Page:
In this Nov. 2, 2011 file photo of an artist rendering, Ray Adams, left, and Samuel Crump are shown in a federal courtroom in Gainesville, Ga. Adams and Crump were convicted Friday, Jan. 17, 2013, in federal court of conspiring to make and possess ricin. The jury deliberated for 90 minutes in Gainesville before reaching their decision. Adams and Crump were among four men arrested in November 2011 after surveillance by an undercover informant who was present for meetings at homes, during car rides and at a Waffle House restaurant. Defense attorneys said the men never had the intent or ability to carry out an attack. Two others previously pleaded guilty to conspiring to get an unregistered explosive and an illegal gun silencer.
Photo: AP Photo/Richard Miller, File
Photo: AP Photo/Richard Miller, File

Jury convicts 2 Georgia men on terrorism charges

A Gainesville jury quickly convicted two men of conspiring over coffee to make ricin so they could kill federal agents and judges and attack the government they hated so much.

Two weeks after they were seated and began hearing testimony, seven men and five women decided in an hour and a half that Samuel Crump, 71, and Ray Adams, 57, had conspired with each other to make the deadly toxin, finding them guilty of two counts that named both of them. The jury, however, acquitted Adams of a third charge of making ricin.

Crump listened to the verdict with his head in his hands and was teary-eyed when he finally looked up and whispered to his attorney. Adams, who was sometimes called Santa Claus because of his white hair and beard, did not react at all and moved only when he reached for his cane so a federal officer could escort him out of the courtroom.

They will continue to be held in jail, where they have been since their arrest Nov. 1, 2011, and will be sentenced later. They could get life in prison.

Jurors were left Friday afternoon with the question: Did Crump and Adams plot over coffee at a Toccoa Waffle House to make a toxin using castor beans for attacks on government officials?

In closing arguments, defense attorneys stressed to jurors that Crump and Adams were simply boasting and that they never actually made ricin. Federal prosecutors, however, said the men had gathered most of the needed ingredients and were almost at the point of making the poison that has been used experimentally to kill cancer cells.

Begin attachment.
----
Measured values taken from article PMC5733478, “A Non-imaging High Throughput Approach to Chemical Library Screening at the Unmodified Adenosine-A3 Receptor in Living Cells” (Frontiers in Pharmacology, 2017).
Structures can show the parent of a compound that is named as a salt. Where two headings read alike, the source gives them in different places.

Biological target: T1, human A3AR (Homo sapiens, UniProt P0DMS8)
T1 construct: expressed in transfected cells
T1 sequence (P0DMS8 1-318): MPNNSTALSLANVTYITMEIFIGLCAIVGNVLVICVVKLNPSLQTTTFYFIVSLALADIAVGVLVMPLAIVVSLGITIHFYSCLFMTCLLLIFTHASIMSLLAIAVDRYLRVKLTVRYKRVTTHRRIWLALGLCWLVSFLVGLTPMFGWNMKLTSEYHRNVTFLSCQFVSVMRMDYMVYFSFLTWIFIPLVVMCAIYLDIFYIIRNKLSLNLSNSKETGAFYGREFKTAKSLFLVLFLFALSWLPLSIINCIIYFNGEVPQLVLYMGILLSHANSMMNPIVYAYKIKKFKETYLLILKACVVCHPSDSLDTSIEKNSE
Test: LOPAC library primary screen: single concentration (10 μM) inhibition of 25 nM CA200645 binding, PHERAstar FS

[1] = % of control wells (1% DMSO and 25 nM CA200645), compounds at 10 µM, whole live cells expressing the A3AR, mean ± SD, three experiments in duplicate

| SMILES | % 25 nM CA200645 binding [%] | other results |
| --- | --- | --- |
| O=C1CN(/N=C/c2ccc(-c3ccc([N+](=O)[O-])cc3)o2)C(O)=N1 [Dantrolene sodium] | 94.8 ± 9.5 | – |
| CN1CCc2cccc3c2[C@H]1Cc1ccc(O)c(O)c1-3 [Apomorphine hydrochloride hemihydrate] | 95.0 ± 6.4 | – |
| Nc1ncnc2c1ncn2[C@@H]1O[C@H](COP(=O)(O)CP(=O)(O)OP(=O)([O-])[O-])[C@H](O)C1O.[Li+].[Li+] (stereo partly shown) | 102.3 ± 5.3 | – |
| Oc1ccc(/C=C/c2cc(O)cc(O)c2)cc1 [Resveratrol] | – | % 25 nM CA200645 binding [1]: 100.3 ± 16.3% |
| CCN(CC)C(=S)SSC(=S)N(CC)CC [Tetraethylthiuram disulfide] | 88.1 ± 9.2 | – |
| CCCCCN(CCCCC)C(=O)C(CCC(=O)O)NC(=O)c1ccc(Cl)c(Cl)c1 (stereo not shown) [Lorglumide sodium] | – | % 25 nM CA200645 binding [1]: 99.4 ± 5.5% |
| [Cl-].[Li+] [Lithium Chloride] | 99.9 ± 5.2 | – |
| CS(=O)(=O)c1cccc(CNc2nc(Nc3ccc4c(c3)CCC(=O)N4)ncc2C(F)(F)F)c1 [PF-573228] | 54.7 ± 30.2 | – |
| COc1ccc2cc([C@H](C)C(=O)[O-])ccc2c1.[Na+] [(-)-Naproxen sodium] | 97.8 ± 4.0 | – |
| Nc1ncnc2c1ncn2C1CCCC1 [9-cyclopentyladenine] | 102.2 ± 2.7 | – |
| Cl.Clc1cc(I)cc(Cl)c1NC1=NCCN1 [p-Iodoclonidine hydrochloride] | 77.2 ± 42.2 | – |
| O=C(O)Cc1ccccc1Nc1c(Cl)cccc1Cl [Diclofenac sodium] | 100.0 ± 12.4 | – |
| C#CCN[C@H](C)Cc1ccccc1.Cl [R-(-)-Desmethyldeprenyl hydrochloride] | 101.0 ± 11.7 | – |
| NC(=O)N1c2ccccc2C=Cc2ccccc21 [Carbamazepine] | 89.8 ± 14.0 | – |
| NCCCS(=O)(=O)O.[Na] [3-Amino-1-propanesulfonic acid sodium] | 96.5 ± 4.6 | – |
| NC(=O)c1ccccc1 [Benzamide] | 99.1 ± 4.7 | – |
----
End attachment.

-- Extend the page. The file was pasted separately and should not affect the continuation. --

Defense attorneys explained that while Crump and Adams had bags of castor beans, the two men planned to use them to kill moles and they had the plants as ornamental bushes along their driveway.

Prosecutors reminded jurors of hours of secretly recorded conversations during which Crump and Adams talked with fellow militia members Frederick Thomas, 75, and Dan Roberts, 69 — both of whom have pleaded guilty in the case — about their plans. The recordings were made by informant Joseph Sims, who contacted federal agents while he was in a South Carolina jail on charges that he molested his two step-daughters. The child molestation charges were dropped and Sims was convicted of having child pornography on his computer. Sims, who is now free, is being considered for the federal witness protection program, according to prosecutors and defense attorneys.

“But for Joe Sims, this case wouldn’t be here,” said defense attorney Ed Tolley, who represented Adams.

“This case is not about Joe Sims,” said federal prosecutor Bill McKinnon. “They both hated the government and wanted to do something about it.”

Prosecution witnesses testified that they found traces of “inactive ricin” inside almost three dozen jars of preserves Adams had made. Defense attorneys pointed out that Adams had eaten some of those preserves before he was arrested Nov. 1, 2011.

The Militia of Georgia members met at a Toccoa Waffle House and Shoney’s and at some of their homes to plot and plan their attacks, the government said. Prosecutors showed jurors the hundreds of castor beans the two men had and the recipe they allegedly planned to follow to make the toxin.

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